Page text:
The exact circumstances of the civil rights leader Malcolm X's death – and even the names of all the people involved and implicated in his murder – remain the subject of controversy, 46 years on.
In a new book, the life's work of one of New York's foremost African-American scholars, it is claimed that one of Malcolm X's killers remains alive, unpunished and free. Malcolm X: A Life of Reinvention, by Manning Marable, aims to paint the definitive portrait of what happened that day and revise and re-examine the life story of one of the icons of black America. As well as naming his killer, Professor Marable reveals Malcolm X as a bisexual who had an affair with a white businessman and exaggerated his early life of crime.
While the revisionist tome was getting some of the headlines in the United States that are to be expected from a high-profile book launch, there were none of the interviews on the morning TV shows or with the major newspapers that Professor Marable had lined up in advance of yesterday's publication. The illness that he had fought for 24 years, and which had confined him to breathing with an oxygen tank while he was writing the final drafts of the book, claimed his life last Friday.
Professor Marable, 60, was a professor of public affairs, history and African-American studies at Columbia University, a Marxist historian who had also worked as an activist in the community, urging hip-hop to embrace positive messages and promoting social democracy. Malcolm X: A Life of Reinvention is his 592-page opus, crafted from interviews with the civil rights leader's inner circle and using CIA records, State Department papers and 6,000 pages of FBI files collected through Freedom of Information requests.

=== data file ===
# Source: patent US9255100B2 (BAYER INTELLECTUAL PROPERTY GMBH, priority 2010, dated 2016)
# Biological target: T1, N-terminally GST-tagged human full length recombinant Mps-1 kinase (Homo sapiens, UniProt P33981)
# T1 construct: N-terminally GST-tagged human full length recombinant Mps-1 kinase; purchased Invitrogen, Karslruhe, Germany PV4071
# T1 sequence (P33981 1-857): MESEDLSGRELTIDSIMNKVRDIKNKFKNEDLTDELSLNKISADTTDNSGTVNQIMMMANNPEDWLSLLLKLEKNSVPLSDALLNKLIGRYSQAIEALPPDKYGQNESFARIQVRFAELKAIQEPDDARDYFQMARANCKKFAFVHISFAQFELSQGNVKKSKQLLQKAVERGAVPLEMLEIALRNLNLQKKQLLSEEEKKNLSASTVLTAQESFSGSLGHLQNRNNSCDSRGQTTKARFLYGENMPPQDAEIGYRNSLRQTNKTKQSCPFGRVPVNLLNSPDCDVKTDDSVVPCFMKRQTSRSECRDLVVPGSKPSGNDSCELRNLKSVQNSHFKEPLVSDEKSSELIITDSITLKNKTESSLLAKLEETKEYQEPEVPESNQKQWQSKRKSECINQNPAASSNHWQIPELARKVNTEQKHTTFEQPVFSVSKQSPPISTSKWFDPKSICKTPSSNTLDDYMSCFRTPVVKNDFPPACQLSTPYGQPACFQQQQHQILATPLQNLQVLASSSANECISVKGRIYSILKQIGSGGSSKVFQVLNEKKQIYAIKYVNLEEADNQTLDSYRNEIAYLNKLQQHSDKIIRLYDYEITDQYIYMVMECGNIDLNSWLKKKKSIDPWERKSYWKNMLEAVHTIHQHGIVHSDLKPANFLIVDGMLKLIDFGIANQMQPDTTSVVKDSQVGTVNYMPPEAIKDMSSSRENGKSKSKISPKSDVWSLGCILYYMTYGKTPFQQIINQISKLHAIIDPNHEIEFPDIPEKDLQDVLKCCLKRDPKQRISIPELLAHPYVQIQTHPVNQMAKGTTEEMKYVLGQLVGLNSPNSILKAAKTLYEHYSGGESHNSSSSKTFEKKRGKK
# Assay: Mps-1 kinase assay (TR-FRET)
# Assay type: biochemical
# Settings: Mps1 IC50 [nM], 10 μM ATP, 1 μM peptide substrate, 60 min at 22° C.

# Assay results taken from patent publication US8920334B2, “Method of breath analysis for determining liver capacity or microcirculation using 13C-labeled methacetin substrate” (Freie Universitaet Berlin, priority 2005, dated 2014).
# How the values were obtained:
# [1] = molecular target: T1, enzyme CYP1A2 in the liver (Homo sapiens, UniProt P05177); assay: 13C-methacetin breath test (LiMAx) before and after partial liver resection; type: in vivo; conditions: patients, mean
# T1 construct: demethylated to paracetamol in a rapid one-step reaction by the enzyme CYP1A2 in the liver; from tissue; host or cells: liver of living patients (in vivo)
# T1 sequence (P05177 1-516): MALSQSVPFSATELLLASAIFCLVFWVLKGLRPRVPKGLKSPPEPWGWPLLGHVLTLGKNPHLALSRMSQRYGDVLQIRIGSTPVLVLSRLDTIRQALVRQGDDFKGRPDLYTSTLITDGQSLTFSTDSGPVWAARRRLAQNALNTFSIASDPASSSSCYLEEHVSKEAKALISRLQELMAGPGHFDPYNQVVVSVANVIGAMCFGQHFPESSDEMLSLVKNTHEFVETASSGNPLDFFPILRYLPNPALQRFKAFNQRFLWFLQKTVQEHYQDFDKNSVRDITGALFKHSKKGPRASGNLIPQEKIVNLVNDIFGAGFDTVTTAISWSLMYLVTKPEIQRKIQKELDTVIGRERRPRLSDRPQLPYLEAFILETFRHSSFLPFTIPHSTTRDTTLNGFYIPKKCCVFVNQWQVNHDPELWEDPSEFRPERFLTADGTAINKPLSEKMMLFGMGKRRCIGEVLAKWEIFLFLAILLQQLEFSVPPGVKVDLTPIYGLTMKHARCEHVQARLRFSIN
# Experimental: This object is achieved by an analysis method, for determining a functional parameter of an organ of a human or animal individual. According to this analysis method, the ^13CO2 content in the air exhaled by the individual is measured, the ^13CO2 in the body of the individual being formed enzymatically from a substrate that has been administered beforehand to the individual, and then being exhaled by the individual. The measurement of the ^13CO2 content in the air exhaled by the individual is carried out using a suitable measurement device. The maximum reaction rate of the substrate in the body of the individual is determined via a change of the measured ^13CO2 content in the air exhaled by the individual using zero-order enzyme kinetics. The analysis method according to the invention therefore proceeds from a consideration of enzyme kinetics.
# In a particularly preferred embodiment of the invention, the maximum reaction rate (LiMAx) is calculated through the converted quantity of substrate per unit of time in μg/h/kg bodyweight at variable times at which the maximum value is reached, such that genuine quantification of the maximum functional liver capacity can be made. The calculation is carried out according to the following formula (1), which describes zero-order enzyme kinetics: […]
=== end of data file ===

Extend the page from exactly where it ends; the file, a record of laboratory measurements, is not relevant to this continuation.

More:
Its central argument: that neither the death nor the life of Malcolm X has ever been fully understood.
Born Malcolm Little in Omaha, Nebraska, in 1925, he was a thief and hustler who did time in prison before converting to Islam. Like other Americans who joined the black separatist group Nation of Islam in the Sixties, he took the letter X as an expression of black identity, a replacement for his "slave name". By arguing for self-defence "by any means necessary" he stands apart from the legacy of Martin Luther King Jr as a more controversial historical figure, though for many black Americans he is a hero for preaching self-esteem.
It was his split from the Nation of Islam in the last year of his life that led to his assassination. Three members of the group were convicted in the killing. Two of the men, paroled in the 1980s, maintained their innocence. Talmadge X Hayer, also known as Thomas Hagan, who was released on parole last year, was apprehended at the Audubon Ballroom by Malcolm X's supporters. He declared the two other convicted men innocent, and named four accomplices, who have never been tried.